Algebraic Geometry Jottings 5

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We’ve been looking at Kendig‘s two definitions of intersection multiplicity; now let’s look at Fulton‘s.

Fulton characterizes the multiplicity I(EF) with seven properties (§3.3). (Fulton calls it the intersection number. Also, he writes I(P,EF) for the intersection number at P. I’ll usually assume P is the origin O, and omit writing it.) The last three properties stand out:

  1.  I(EF) ≥ m(E)m(F), with equality if and only if E and F have no tangent lines in common. Here m(E) and m(F) are the multiplicities of E and F (explained below). As Fulton notes, all we really need is a much weaker property: I(xy)=1. That is, the lines x=0 and y=0 (the axes) intersect with multiplicity 1 at the origin.
  2. I(EFG) = I(EF) + I(EG).
  3. I(EF) = I(E∩(F+AE)) for any polynomial A.

The multiplicity of a curve at the origin O is the order of its polynomial, i.e., the degree of its lowest order term(s). Take our favorite E and F:


The multiplicity (at O) of E is 3, and of F is 4. We know from the pictures in the first post that E has three distinct branches at O, and F has four. Intuitively, property (5) says that every intersection of a branch of E with a branch of F contributes 1 to the intersection number when the branches intersect transversally, and more than one if they are tangent.

Property (6) seems obvious once you notice that FG=0 defines the union of the curves F=0 and G=0. Of course, F and G might have a common factor—a common component of the two curves. Property (6) then says that the component counts double when intersecting E with FG.

Fulton calls property (7) “the least intuitive”. Let’s see if the “level curve” idea sheds any light. Recall how this works: we parametrize a branch of E as (xE(t), yE(t)), passing through O when t=0;  xE(t) and yE(t) are power series in t. We plug (xE(t), yE(t)) into the polynomial F(x,y), obtaining a function F(t). The order of F(t) gives the multiplicity of the branch-curve intersection.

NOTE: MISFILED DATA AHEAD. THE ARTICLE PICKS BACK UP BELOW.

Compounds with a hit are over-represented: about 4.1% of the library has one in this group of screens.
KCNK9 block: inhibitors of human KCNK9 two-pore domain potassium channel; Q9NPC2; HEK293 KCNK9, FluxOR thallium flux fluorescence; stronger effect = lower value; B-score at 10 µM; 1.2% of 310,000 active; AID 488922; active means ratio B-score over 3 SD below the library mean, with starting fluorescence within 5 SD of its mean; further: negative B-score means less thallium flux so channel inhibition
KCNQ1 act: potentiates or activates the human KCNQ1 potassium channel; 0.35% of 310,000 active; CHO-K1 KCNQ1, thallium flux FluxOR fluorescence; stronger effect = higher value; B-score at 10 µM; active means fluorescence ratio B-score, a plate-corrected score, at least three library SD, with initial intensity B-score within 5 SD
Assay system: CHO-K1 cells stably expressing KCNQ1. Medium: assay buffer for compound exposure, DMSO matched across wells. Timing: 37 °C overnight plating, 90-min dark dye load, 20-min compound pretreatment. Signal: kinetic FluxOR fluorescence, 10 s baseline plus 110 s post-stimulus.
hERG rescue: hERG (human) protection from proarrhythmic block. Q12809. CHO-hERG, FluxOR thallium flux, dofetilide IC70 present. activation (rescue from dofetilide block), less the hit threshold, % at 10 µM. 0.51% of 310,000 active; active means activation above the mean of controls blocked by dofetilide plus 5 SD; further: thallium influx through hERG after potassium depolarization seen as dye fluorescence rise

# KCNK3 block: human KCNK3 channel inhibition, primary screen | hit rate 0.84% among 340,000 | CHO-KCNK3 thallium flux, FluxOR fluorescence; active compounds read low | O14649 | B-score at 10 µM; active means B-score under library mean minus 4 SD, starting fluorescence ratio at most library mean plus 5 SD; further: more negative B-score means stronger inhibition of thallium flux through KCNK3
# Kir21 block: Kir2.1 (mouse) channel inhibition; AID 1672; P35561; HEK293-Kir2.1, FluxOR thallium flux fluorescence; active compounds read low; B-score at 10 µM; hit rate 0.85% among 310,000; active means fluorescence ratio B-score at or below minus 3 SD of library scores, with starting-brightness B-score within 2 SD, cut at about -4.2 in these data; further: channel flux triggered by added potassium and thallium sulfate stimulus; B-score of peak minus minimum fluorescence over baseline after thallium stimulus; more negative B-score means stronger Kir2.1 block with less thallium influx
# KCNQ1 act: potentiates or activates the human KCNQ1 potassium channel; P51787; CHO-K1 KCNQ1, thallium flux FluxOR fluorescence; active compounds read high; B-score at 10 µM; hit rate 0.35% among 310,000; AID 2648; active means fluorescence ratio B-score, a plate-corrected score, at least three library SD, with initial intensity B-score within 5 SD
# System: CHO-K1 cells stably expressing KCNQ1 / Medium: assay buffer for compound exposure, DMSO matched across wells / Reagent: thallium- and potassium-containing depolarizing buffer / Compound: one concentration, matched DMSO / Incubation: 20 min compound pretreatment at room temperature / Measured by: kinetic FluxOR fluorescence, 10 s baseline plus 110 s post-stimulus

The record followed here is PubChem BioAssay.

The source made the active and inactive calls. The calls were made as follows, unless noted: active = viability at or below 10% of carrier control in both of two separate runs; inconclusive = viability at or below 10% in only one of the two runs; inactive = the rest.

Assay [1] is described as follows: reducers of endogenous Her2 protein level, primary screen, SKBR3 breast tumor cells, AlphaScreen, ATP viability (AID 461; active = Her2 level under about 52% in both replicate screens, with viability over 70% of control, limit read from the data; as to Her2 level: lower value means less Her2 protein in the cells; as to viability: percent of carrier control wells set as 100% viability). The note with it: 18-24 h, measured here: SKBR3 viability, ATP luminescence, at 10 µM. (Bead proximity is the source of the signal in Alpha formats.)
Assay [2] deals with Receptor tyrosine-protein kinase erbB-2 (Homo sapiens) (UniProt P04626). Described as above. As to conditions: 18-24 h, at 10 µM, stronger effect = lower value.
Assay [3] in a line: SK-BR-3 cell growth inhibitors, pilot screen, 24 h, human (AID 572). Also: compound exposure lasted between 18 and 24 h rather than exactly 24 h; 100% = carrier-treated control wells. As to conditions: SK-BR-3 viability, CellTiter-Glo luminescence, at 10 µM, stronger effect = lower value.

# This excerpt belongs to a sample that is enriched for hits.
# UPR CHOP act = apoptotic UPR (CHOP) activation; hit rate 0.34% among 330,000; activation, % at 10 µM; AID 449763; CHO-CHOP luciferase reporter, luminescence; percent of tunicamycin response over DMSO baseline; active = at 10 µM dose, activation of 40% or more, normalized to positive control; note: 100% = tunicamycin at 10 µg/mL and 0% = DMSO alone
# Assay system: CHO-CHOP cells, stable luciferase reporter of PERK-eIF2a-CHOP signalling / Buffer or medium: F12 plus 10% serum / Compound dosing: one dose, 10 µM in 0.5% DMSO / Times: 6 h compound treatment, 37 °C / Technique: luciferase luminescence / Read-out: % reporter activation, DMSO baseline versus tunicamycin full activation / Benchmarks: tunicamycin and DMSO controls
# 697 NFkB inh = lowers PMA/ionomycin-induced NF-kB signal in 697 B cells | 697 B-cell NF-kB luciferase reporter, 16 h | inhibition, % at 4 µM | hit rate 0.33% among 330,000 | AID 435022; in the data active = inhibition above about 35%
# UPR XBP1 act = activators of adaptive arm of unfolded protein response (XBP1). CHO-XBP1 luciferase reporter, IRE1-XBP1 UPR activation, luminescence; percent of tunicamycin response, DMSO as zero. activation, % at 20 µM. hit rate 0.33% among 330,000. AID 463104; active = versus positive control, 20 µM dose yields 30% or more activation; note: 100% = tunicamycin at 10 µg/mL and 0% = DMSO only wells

Now, E is the level curve E(x,y)=0, and (xE(t), yE(t)) moves along a branch of it, so E(t)=E(xE(t), yE(t)) is identically zero. So

(F+AE)(t) = F(t)+A(t)E(t) = F(t)

So the order is the same for both F and F+AE, all branch-curve intersections have the same multiplicity, and therefore the curve-curve multiplicity is the same.

As Fulton notes, the seven properties imply an algorithm for computing intersection numbers. Fulton illustrates it for our favorite curves E and F (see p.40), incorporating some shortcuts. Let’s see how it goes. He uses some auxiliary curves:

F'=F-(x^2+y^2)E=yG, where
G'=G+3E=yH, where

Here’s the strategy: use property (7) to whittle down the higher-order part. For E, this is (x2+y2)2, and for F it is (x2+y2)3, so forming F′ = F–(x2+y2)E cancels it out. We’re lucky that F′ factors as yG. Note the total degrees of F, F′, and G: 6, 5, 4.

We can’t use (7) to reduce the total degree of G, so instead we target the degree of the x-part—what we get by striking out all terms involving y, i.e., G(x,0). This is –3x4. So we form G′ = G+3E (because the x-part of E is x4). Now we are lucky that G′ factors as yH.

The auxiliary curves G and H look like this:

Auxiliary Curves G and H

Recall that F, the four-petal rose, has two branches tangent to the x-axis at O. G has only one, and H has none. Note that we remove a factor of y passing from F′ to G, and from G′ to H.

The full computation of I(EF) looks like this:

I(EF) = I(EF′) = I(EyG),  by (7)
I(EyG) = I(Ey) + I(EG),  by (6)
I(EG) = I(EG′) = I(EyH),  by (7)
I(EyH) = I(Ey) + I(EH),  by (6)
I(EH) = m(E) m(H) = 3×2 = 6,  by (5)
I(Ey) = I(x4y),  by (7)
I(x4y) = m(x4) m(y) = 4×1,  by (5)
I(EF) = I(Ey) + I(Ey) + I(EH) = 4+4+6 = 14

—the same result we’ve seen before.

I’ll look at Fulton’s other definition in Post 7.

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